Christian Movies - Ministry or Menace? (Part 2)

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After reading part one of this two-part series, and seeing all the good things accomplished by Christian films, one might wonder if anything could or should be wrong with them or if any negative aspects could or should overshadow the positive ones.

It was evident in the “Who’s Who in Religious Films” article that Youth for Christ lauded the Christian film industry as beneficial for missions and evangelistic efforts. However, those familiar with A.W. Tozer know that he was unsympathetic to that viewpoint. Tozer’s seven arguments against Christian films were abridged in Youth for Christ Magazine along with Evon Hedley’s seven arguments in favor of Christian films in an article titled “Christian Movies? The Pro and Con of Religious Films.” The pro arguments of Hedley and con arguments of Tozer in that 1954 article are summarized below.

A church service using a Christian film “is geared to the drawing in of the net for people to seek Christ as Saviour or to offer their lives as missionary volunteers.” Even though the entertainment world shows religious films in the theatre, the best place for them is the church where the service is planned for evangelistic purposes.

(1)

A Christian movie “violates the Scriptural law of hearing” because “God gave to mankind His great redemptive revelation … in words.” Therefore, “the Bible rules out pictures and dramatics as media for bringing faith and life to the human soul.” Vital, spiritual truth is not expressed by a picture, but by spoken or written words.

God has used films to carry on His work and ministry. “Men whose ministry evidently has known the anointing of God have put that ministry into films and spread it across the country.” Films have been “used by the Spirit of God.”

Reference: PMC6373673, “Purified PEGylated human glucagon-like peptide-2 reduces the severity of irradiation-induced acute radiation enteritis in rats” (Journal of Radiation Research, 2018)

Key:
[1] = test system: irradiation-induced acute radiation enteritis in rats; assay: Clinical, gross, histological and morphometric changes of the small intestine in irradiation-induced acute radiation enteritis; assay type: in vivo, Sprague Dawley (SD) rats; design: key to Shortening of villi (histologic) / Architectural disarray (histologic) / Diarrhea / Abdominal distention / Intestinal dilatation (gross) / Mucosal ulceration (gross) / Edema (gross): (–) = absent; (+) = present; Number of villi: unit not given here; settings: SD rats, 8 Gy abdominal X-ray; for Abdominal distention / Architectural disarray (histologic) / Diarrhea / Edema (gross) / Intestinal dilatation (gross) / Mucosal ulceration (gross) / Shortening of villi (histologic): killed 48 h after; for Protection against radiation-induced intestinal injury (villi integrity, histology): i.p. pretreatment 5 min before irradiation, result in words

(2)

“The religious movie embodies the mischievous notion that religion is, or can be made, a form of entertainment.” Teaching spiritual truth through entertainment is “futile” and “injurious” for “the reception of genuine spiritual impressions.”

Many souls have been saved through the use of evangelistic films. The Billy Graham Evangelistic Association reported that “more than 135,000 first-time decisions” were made after showing just one film. “Multiply this by the number of evangelistic films which are being used today and you will see the scope and use of films in evangelism.”

(3)

Acting is “a violation of sincerity.” Pre-tending to pray or worship “before the camera for effect” is “utterly shocking to the reverent heart.” Claiming this is good because “it is done for the glory of God … is a gossamer-thin bit of rationalization which should not fool anyone above the mental age of six.” Acting “is not part of the divine pattern” for “spiritual advance.”

“Gospel films have allowed many preachers of limited training but with contrite heart to present … messages to crowds of people” followed by an invitation to come to Christ. Men “could have a large part in the harvesting of souls through [the] use of such films.”

(4)

“There is no Biblical authority for the gospel movie.” Proponents say “modern times call for modern methods” but there is no Scriptural authority for the religious movie. It “is not the modernization or improvement of any scriptural method. It is play acting–just that, and no more.”

Christian films help evangelism. “Evangelistic films … are helping the cause of evangelism. They are not only being used to save souls in themselves but they obtain for evangelists a larger and better hearing… .”

(5)

God has ordained prayer, song, proclamation of the message through words, and good works “by which truth shall prevail.” The idea of preaching the gospel with movies “is founded on the assumption that the Word of God is not final.”

Christian films help mission work. “No doubt many young people are on the mission field today because of having seen a missionary film.” More than ever before, funds for mission purposes have been raised “as a result of films used by the Church.”

(6)

“The religious movie is out of harmony with the whole spirit of the Scriptures and contrary to the mood of true godliness.” If the movie is needed in addition to preaching “it can only be because God’s appointed method is inadequate and the movie can do something which God’s appointed method cannot do.”